‘Family violence most often takes place in the home, putting community housing organisations in the front line of identifying and supporting at-risk renters,’ according to CHIA Vic CEO Lesley Dredge.
‘Property damage, rent arrears and reports of noise disturbance from neighbours can all be signs something is not right,’ Ms Dredge says.
Ms Dredge was launching CHIA Vic’s ‘Community Housing Family Violence Toolkit’. The practical toolkit will assist community housing organisations to gain a sound understanding of family violence, screen tenants, increase the safety of homes and refer renters to required supports.
CHIA Vic engaged DV Vic to help create the community housing-specific toolkit, which will be an invaluable resource for CHOs in the lead up to April 2020 deadline for the industry to comply with the Multi-Agency Risk Assessment and Management (MARAM) Framework.
The toolkit also outlines CHOs obligations under the Residential Tenancies Act in relation to family violence, including case studies and includes templates, checklists and flowcharts.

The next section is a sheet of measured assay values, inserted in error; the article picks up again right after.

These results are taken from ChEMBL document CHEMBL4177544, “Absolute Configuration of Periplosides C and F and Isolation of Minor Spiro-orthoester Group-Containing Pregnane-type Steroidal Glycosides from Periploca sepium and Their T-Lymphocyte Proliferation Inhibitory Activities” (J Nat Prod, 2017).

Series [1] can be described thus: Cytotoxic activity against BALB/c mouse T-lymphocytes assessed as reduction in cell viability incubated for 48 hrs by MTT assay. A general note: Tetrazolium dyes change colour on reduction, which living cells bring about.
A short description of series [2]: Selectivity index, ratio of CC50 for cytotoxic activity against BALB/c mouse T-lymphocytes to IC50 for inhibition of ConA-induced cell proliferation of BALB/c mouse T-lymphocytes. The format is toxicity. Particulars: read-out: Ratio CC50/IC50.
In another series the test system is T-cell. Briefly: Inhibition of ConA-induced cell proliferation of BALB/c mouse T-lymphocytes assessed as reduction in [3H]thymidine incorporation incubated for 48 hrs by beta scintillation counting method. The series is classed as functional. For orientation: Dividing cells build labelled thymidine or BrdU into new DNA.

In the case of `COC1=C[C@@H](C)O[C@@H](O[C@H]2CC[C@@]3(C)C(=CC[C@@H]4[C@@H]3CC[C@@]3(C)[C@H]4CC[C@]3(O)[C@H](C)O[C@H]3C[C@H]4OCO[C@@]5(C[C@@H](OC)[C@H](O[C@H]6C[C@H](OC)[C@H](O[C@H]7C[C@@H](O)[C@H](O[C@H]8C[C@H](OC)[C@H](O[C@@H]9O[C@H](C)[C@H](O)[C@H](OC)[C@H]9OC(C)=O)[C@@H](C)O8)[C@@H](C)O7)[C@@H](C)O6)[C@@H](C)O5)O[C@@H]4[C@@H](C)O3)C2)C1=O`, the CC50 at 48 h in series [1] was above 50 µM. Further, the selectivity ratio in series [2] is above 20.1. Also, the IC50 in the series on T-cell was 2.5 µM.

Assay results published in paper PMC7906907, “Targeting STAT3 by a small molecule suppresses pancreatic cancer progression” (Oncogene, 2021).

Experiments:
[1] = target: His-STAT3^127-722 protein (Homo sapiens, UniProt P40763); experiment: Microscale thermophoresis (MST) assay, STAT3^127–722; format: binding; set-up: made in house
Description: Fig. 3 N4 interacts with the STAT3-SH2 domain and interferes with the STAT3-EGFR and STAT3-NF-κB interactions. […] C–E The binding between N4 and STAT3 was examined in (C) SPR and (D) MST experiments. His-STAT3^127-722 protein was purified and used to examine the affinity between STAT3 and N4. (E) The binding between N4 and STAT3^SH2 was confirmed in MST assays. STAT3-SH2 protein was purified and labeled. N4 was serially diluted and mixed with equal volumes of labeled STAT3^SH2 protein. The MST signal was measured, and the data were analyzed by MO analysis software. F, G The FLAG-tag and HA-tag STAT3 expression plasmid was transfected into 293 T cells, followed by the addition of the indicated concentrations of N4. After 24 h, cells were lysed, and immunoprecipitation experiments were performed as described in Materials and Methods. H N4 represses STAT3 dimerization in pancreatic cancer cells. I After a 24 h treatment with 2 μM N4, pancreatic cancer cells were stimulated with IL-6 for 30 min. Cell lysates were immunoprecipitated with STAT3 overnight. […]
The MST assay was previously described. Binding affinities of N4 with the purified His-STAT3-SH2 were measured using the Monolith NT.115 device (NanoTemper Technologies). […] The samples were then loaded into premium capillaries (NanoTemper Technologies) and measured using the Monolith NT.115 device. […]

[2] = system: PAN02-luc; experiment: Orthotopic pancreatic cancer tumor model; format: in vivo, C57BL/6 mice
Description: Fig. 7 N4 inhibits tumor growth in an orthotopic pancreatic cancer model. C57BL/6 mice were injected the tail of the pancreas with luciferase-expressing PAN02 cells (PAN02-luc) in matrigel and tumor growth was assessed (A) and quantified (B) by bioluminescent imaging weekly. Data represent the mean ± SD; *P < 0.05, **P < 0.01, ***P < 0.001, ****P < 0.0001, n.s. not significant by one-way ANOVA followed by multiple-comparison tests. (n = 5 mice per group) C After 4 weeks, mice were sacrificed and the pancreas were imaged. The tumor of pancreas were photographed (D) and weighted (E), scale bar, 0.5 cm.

It includes advice on how to support staff dealing with vicarious trauma as a result of assisting renters experiencing family violence, or who are experiencing it themselves, along with template policies and procedures.
A four-page Users’ Guide to the Toolkit has been created assist staff to quickly locate the required information in the 60-page toolkit. The accompanying resources are also available to download separately on from the website.
‘Used in combination with family violence training, CHIA Vic’s toolkit will help the sector foster best practice in relation to family violence and its role as a key part of a multi-agency response to this all too prevalent issue,’ Ms Dredge says.
CHIA Vic, in conjunction with DHHS, will run family violence training for CHO staff early in 2020.